Community Media 2.0: It's Still About Us and Our Physical Communities

My co-workers and I had a meeting today to discuss plans for our new website. Two important things caught my attention in thinking about how to frame the work we’re doing through our visual and semantic design.

First, visual design. The thing that sets us (community media centers) apart in a REALLY important way from social network websites (e.g., Facebook, MySpace, YouTube, etc.) is our focus on the physical communities we serve. We need to represent that both in our stories and in our visual images online.

For example, the picture above from the staff page on the DCTV website shows the visitor that there are people involved at DCTV in a physical community. So, if you’re a worker at a community media center with a presence online show pictures of your access center and the people from your community. It not only humanizes the web technology that you’re using, but it also tells the website visitor there is a physical place and people involved that others can come to learn more about, learn from, and participate with.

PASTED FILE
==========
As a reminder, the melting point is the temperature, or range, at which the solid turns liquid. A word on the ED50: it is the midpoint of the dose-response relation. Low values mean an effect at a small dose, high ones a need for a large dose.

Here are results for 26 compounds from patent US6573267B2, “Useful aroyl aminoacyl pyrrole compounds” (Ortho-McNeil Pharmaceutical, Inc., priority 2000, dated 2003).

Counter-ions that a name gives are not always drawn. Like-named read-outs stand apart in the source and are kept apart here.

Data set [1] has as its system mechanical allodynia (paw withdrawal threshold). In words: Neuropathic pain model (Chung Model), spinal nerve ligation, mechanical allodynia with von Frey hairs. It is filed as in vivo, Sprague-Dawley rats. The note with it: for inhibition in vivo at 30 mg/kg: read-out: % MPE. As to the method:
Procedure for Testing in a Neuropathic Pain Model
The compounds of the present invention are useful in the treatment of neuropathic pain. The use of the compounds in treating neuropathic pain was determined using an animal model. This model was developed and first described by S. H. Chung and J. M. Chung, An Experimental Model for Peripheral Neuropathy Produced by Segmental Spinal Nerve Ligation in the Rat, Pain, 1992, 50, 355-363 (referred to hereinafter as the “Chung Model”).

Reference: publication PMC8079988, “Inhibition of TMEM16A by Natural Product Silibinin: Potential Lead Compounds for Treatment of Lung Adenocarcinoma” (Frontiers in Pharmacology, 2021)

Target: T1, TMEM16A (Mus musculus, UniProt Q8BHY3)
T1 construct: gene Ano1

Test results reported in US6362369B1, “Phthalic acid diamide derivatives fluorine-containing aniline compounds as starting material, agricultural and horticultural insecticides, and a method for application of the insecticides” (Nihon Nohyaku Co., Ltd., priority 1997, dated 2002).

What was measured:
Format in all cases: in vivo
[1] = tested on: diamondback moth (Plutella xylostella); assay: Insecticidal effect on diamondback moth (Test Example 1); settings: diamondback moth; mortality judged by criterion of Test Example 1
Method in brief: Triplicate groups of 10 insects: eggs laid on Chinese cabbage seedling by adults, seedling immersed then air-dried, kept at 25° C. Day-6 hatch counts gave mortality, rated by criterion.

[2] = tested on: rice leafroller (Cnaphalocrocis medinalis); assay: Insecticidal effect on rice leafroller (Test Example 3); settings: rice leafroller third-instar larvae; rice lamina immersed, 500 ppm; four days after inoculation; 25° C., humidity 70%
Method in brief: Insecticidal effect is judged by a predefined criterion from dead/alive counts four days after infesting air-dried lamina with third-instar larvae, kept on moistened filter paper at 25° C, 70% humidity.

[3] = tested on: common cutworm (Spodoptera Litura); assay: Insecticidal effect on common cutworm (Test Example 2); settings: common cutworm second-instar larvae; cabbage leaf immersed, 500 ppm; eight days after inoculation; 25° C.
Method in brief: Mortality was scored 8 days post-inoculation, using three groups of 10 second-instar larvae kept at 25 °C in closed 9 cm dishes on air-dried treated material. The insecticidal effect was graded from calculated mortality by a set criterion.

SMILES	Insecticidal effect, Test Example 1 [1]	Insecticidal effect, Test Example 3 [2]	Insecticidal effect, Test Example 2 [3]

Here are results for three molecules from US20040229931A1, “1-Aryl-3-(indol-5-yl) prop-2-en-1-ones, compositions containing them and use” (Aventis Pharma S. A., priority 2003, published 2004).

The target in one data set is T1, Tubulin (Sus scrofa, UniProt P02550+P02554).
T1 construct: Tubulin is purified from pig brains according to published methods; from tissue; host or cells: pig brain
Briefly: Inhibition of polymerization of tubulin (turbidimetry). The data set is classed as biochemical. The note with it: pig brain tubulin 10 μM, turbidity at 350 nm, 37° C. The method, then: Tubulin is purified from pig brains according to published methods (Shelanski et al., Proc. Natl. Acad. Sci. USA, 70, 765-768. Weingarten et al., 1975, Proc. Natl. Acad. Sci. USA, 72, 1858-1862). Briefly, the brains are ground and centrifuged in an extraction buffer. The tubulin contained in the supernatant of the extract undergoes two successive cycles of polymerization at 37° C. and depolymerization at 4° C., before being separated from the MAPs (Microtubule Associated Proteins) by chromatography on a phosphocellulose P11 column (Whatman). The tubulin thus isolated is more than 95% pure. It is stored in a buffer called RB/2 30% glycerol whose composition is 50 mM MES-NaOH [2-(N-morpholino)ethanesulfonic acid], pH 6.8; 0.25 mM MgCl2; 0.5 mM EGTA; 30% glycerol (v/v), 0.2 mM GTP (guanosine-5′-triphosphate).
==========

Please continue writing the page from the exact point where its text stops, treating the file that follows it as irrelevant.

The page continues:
Second, community media is about empowerment. Therefore, community media on the web is not about getting “users” involved. It’s about empowering people to become producers and owners of their own images, messages and meanings–not the ones told by somebody else.

One way that we can take back the terminology adopted from computer technology is to re-frame “users” as producers of community media on our cable access channels AND online.

For example, if a resident in a community signs up on a community media center’s website to participate in a conversation online (e.g., on a blog), they are producers, not users. If this individual is contributing positively to the public discourse on an access centers’ website, they are producing as a member of a physical community, not just simply using the website for individual needs alone.

By showing pictures of a community media center and the people involved on a participatory website and by re-framing users as producers online, community media centers can not only help to take back the discourse surrounding participatory media online (e.g., “Web 2.0″), we can continue to lead and innovate in an space that may soon become co-opted by a commercial Internet culture.

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